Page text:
Orellana Santos v. Frederick County Board of Commissioners, et al.
LatinoJustice PRLDEF, along with Casa de Maryland and Nixon Peabody LLP filed a lawsuit in the U.S. District Court of Maryland, alleging that Frederick County Sheriff's officers violated the civil rights of a Latina woman who was doing nothing more than quietly sitting and eating her lunch in a public area.
LatinoJustice PRLDEF, Casa de Maryland and Nixon Peabody LLP filed a lawsuit in the U.S. District Court of Maryland at Greenbelt alleging that Frederick County Sheriff Charles Jenkins violated the civil rights of Roxana Orellana when she was arrested and taken into custody on October 7, 2008.
The complaint alleges that Ms. Orellana was quietly sitting down and eating her lunch in a public area when two unformed and armed Frederick County Deputy Sheriffs surrounded her and demanded to see identification despite no evidence that she was engaging in any violation of criminal law.
The deputies continued questioning Ms. Orellana, took her into custody and placed her in a local jail before transferring her to U.S. Immigration & Customs Enforcement (“ICE”), where she was detained in jail, without any criminal charges, for 46 days, away from her two year old son and family.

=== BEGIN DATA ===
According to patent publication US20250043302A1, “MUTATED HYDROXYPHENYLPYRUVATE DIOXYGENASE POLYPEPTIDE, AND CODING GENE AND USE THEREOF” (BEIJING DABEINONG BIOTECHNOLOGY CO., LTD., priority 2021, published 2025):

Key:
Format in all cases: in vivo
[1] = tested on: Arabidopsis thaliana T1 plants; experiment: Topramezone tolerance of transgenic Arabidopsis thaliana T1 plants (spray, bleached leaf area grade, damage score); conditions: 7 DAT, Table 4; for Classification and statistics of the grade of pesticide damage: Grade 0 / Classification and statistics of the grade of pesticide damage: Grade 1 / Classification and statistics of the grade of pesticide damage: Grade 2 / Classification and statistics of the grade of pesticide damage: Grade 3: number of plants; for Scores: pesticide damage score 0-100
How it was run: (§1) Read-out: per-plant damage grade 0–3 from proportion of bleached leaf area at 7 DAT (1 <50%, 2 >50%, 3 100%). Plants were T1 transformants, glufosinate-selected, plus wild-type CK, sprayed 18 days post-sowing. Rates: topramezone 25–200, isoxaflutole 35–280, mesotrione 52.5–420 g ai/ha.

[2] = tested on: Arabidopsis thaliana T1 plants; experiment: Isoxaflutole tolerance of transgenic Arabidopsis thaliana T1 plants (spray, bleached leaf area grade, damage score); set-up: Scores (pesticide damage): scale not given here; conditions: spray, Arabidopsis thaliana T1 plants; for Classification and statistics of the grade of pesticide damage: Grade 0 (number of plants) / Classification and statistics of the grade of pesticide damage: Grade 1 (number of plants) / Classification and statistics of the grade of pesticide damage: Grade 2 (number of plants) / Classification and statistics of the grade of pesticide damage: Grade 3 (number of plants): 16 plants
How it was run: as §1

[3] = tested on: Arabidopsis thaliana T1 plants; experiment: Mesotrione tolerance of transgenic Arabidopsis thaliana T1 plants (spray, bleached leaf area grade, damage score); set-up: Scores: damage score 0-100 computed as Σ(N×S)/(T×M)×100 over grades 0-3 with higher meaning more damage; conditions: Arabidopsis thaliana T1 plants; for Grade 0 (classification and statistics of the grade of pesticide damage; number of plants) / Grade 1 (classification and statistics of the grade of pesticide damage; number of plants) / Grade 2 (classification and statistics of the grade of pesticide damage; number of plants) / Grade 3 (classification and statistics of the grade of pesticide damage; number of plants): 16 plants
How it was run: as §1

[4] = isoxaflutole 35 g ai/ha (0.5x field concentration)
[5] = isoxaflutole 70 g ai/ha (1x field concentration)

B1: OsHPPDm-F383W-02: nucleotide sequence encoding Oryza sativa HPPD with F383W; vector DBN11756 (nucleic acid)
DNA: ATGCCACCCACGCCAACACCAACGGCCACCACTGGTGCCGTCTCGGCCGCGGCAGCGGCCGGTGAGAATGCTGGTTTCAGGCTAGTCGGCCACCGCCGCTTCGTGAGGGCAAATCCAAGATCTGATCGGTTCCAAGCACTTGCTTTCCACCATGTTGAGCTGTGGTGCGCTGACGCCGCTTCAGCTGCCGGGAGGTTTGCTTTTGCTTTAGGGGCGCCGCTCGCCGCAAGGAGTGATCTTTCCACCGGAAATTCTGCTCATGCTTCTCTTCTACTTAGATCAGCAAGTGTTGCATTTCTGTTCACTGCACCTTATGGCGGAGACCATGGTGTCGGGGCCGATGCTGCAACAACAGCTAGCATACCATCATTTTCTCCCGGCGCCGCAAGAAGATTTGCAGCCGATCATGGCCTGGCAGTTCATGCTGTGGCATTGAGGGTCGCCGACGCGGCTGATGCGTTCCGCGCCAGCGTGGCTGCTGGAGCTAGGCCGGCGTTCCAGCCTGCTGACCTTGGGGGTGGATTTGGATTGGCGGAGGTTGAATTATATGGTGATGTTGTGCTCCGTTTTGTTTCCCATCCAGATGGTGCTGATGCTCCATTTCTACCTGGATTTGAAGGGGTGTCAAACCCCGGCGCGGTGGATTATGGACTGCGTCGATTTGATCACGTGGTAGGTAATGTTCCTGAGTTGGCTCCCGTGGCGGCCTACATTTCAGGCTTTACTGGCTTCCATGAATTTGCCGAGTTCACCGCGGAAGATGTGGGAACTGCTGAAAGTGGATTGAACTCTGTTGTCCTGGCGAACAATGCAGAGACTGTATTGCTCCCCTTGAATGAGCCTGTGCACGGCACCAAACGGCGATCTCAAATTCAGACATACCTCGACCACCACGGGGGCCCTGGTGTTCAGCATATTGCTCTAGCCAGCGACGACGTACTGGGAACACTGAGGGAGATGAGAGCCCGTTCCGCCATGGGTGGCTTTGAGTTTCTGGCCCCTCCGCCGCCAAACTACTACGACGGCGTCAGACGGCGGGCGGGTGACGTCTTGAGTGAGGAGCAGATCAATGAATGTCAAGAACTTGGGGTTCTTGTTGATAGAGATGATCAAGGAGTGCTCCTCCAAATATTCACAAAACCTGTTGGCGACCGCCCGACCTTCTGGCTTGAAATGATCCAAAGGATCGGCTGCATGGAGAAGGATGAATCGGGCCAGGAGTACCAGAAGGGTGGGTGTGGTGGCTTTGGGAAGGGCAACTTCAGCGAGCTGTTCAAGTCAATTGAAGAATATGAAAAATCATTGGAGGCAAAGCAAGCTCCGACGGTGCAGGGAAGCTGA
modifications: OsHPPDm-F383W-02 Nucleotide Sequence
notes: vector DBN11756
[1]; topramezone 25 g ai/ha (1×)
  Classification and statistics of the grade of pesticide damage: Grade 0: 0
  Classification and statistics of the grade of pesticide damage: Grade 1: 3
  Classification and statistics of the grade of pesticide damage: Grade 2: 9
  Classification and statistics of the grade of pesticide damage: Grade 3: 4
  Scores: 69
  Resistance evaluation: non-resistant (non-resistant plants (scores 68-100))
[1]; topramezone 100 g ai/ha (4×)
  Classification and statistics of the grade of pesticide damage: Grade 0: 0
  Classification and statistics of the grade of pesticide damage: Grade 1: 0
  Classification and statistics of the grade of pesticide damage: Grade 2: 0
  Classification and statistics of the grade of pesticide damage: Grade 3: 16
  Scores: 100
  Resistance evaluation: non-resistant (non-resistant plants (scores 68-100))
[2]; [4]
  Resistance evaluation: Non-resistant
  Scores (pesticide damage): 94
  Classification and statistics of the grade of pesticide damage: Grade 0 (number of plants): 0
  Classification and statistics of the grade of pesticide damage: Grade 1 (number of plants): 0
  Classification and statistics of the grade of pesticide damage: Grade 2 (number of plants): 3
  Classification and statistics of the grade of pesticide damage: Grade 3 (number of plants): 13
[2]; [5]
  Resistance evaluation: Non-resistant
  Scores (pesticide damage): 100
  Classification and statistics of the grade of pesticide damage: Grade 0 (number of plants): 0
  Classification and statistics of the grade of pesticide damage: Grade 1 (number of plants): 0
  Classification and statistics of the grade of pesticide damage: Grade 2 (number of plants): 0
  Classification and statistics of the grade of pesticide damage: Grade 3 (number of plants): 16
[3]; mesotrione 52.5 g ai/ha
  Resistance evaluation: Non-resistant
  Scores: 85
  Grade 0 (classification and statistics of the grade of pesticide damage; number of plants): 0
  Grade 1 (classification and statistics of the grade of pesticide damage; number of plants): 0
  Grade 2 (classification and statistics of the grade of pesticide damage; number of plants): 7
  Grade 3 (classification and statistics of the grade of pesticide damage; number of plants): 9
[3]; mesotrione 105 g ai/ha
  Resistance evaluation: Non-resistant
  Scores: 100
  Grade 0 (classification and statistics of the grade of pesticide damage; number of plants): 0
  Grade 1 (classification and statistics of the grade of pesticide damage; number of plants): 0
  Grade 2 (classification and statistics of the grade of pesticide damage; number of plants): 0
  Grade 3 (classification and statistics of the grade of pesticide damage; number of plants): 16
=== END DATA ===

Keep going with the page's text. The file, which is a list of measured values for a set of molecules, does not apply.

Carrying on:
The federal suit on behalf of Ms. Orellana alleges that Frederick County Sheriff Charles Jenkins and the other defendants violated her federal rights and exceeded their authority to enforce federal immigration law in violation of their immigration enforcement agreement with ICE, known as a 287(g) memorandum of understanding.
The lawsuit argues that the actions by the Sheriff’s Office were discriminatory and unlawfully violated Title VI of the Civil Rights Act of 1964 and Ms. Orellana’s constitutional rights under the Fourth and Fourteenth amendments to the U.S. Constitution to be free from discrimination and from unreasonable search and seizures.
The lawsuit comes on the heels of the Sheriffs’ recent announcement trumpeting that he had detained his 500th immigrant. Increased attempts by local police to involve themselves in federal immigration law enforcement have been accompanied by a troubling rise in racial profiling across the state and nation, as local officers see fit to take enforcement of federal immigration law into their own hands.